Bye-bye frenzy, back to the old norm

4 mins read

By Han Tan, Market Analyst at FXTM

Markets are now revisiting a familiar script, with investors pushing broad asset classes higher on more signs pointing to a US economic recovery.

Stock markets in the U.S. posted new record highs and the futures contracts were holding steady early Friday. The S&P 500 is boasting a year-to-date gain once more, led by energy and financial stocks this week. Tech companies remain favoured by investors amidst a string of better-than-expected earnings, pushing the Nasdaq 100 to its highest-ever close.

Oil prices are also getting in on the act, with WTI futures set for a fifth consecutive daily gain to reach its best levels in over a year.

This return to the way things were is also marked by signs of subdued day-trader mania, with GameStop having plummeted almost 90% from its 2021 peak amid the WallStreetBets-fueled frenzy. However, the stock is still showing gains of 184% so far this year.


Stronger jobs recovery

Risk sentiment has been buoyed by Thursday’s lower-than-expected US jobless claims data, which marked its third weekly decline and lowest reading since late November.

This positive surprise has already prompted economists to make upward revisions to their forecasts for the January non-farm payrolls data on Friday. Markets expect the headline print to increase by around 105,000 jobs, which would be an about-turn from the 140,000 positions lost in December.

But, the unemployment rate is set to remain unchanged at 6.7%, which is still some three percentage points higher compared to pre-pandemic levels.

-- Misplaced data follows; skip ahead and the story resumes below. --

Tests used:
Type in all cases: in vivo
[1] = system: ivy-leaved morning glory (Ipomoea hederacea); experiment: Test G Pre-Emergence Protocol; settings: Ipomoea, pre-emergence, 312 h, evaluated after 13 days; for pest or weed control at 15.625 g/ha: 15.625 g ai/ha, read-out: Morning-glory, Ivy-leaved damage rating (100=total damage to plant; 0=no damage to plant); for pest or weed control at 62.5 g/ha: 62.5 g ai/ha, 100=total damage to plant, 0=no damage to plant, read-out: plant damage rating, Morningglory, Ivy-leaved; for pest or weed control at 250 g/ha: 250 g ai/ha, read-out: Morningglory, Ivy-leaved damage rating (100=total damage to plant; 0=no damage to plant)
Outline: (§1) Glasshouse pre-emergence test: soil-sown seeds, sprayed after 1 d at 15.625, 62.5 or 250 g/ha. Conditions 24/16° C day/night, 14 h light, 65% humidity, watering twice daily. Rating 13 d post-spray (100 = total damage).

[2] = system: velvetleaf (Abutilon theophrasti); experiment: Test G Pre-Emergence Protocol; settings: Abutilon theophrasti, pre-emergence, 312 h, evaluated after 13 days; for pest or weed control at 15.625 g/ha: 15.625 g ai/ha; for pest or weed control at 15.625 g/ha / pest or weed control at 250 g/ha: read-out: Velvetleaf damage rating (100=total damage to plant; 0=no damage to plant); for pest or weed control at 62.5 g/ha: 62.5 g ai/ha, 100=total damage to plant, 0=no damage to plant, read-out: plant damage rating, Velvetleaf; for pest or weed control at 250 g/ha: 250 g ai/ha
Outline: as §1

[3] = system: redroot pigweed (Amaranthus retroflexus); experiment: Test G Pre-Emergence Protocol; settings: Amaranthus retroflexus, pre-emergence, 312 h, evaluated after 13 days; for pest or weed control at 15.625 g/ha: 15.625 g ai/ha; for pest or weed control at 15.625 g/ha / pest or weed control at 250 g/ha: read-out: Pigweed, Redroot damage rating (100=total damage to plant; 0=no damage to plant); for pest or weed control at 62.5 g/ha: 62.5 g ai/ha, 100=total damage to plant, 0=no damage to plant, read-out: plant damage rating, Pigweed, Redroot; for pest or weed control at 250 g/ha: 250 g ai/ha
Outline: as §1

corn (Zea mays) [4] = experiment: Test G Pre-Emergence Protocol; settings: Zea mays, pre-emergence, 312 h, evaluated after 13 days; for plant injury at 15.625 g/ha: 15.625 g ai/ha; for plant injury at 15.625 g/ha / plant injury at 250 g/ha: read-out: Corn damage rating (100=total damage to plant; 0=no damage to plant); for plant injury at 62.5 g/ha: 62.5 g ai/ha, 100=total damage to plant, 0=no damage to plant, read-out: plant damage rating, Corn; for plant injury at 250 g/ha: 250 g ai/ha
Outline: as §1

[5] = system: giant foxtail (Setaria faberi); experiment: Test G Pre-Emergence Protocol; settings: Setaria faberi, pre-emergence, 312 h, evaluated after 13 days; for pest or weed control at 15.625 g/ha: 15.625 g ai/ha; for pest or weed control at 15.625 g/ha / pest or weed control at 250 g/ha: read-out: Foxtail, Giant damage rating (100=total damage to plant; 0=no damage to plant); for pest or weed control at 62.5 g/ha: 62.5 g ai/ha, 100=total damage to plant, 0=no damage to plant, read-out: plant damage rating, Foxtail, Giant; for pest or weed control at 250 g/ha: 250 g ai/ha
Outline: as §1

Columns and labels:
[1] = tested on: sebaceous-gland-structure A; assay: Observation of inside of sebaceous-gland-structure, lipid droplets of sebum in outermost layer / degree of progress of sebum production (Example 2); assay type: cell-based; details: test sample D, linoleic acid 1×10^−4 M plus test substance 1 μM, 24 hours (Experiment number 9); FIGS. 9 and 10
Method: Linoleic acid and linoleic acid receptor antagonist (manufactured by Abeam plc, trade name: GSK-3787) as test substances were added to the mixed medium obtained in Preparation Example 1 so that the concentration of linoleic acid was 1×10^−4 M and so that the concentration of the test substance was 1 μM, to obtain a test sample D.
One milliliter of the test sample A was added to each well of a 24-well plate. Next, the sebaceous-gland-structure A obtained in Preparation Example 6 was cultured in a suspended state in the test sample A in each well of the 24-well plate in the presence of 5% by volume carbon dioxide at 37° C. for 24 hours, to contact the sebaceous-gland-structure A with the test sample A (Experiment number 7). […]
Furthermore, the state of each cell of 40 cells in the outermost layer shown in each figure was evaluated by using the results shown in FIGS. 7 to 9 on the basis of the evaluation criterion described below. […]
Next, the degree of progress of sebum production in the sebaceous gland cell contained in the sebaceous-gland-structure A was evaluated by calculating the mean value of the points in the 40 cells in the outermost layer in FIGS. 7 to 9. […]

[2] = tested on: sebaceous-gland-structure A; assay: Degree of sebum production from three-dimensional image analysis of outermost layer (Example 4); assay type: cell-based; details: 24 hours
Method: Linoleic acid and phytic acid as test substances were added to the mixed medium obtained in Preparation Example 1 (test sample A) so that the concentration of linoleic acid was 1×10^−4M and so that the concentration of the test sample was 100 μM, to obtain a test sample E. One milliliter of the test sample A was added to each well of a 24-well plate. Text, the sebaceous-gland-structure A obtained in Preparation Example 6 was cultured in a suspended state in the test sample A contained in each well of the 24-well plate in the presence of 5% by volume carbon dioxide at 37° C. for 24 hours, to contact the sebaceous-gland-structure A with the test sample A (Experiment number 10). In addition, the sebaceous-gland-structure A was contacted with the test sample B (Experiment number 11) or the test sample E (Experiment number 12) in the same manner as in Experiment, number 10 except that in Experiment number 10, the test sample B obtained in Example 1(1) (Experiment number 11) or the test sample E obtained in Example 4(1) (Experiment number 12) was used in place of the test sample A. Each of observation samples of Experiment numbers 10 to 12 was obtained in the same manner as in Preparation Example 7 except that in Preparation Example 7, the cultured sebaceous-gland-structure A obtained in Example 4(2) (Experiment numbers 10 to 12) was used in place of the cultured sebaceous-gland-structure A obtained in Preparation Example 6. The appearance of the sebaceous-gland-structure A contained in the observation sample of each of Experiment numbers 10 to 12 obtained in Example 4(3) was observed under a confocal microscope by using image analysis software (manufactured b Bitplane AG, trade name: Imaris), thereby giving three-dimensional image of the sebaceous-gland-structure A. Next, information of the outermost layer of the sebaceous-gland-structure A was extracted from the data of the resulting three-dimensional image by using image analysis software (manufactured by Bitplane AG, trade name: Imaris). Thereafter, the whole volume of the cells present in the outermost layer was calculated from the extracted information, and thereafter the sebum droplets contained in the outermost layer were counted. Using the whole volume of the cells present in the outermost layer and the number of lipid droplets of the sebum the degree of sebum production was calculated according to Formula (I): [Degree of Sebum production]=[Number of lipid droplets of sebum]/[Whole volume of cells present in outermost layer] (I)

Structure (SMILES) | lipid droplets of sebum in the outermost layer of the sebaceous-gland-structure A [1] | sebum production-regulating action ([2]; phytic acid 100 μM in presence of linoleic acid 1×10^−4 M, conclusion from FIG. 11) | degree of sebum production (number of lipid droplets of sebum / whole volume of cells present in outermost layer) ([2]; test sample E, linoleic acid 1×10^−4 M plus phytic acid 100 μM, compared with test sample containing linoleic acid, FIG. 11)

This elevated figure still underscores the need for more government support, even though President Biden’s $1.9 trillion proposal risks being diluted if we see evidence that the job market recovery is truly underway.

With more states easing their respective virus-curbing measures as the Covid-19 vaccine continues to make its way through the US population, the labour market may find itself on firmer ground in the weeks and months ahead. On top of that, economic conditions are expected to be restored at a faster clip once more fiscal stimulus is unleashed upon households and businesses.

Such a risk-on narrative is what’s prompting market participants to push risk assets higher and this momentum in the markets could gain more impetus with a better-than-expected NFP print.


Gold declines on Dollar resilience

However, the US dollar and gold are apparently not singing the same tune as the rest of the choir.

The greenback has defied consensus calls for weakness this year, which in turn has sent bullion to its lowest levels since early December. The precious metal has also struggled against the steepening US yield curve. The idea that the US economic recovery would lead to faster inflationary pressures has not played out in gold’s favour, to the chagrin of the precious metal’s bulls.

With spot prices now trying to claw their way back to the psychologically important $1800 level, gold is set to have a battle on its hands over the near-term in trying to get on the market’s good side. A technical death cross, when the 50-day moving average crosses below the 200-day moving average, looks imminent which indicates the potential for a major selloff.


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